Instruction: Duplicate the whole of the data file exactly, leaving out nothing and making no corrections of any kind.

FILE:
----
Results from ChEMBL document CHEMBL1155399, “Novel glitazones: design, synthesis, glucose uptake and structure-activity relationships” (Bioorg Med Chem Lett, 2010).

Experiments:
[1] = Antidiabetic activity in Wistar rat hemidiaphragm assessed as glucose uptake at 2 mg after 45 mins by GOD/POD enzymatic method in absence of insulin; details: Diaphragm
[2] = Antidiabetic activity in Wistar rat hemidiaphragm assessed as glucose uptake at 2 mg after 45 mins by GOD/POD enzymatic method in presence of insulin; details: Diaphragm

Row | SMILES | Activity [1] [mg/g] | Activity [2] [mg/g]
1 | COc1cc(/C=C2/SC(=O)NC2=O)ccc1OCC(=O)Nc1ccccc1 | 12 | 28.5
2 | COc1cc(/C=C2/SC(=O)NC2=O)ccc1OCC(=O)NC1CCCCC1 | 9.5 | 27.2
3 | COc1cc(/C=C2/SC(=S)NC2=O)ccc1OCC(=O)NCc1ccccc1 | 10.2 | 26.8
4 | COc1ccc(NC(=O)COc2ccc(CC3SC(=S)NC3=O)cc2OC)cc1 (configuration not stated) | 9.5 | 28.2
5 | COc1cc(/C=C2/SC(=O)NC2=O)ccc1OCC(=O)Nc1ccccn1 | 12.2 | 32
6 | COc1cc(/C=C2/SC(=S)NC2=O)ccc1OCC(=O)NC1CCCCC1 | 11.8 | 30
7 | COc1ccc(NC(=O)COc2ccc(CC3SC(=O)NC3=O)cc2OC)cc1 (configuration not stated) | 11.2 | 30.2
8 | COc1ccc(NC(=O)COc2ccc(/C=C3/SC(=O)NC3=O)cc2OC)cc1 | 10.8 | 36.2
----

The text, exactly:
Results from ChEMBL document CHEMBL1155399, “Novel glitazones: design, synthesis, glucose uptake and structure-activity relationships” (Bioorg Med Chem Lett, 2010).

Experiments:
[1] = Antidiabetic activity in Wistar rat hemidiaphragm assessed as glucose uptake at 2 mg after 45 mins by GOD/POD enzymatic method in absence of insulin; details: Diaphragm
[2] = Antidiabetic activity in Wistar rat hemidiaphragm assessed as glucose uptake at 2 mg after 45 mins by GOD/POD enzymatic method in presence of insulin; details: Diaphragm

Row | SMILES | Activity [1] [mg/g] | Activity [2] [mg/g]
1 | COc1cc(/C=C2/SC(=O)NC2=O)ccc1OCC(=O)Nc1ccccc1 | 12 | 28.5
2 | COc1cc(/C=C2/SC(=O)NC2=O)ccc1OCC(=O)NC1CCCCC1 | 9.5 | 27.2
3 | COc1cc(/C=C2/SC(=S)NC2=O)ccc1OCC(=O)NCc1ccccc1 | 10.2 | 26.8
4 | COc1ccc(NC(=O)COc2ccc(CC3SC(=S)NC3=O)cc2OC)cc1 (configuration not stated) | 9.5 | 28.2
5 | COc1cc(/C=C2/SC(=O)NC2=O)ccc1OCC(=O)Nc1ccccn1 | 12.2 | 32
6 | COc1cc(/C=C2/SC(=S)NC2=O)ccc1OCC(=O)NC1CCCCC1 | 11.8 | 30
7 | COc1ccc(NC(=O)COc2ccc(CC3SC(=O)NC3=O)cc2OC)cc1 (configuration not stated) | 11.2 | 30.2
8 | COc1ccc(NC(=O)COc2ccc(/C=C3/SC(=O)NC3=O)cc2OC)cc1 | 10.8 | 36.2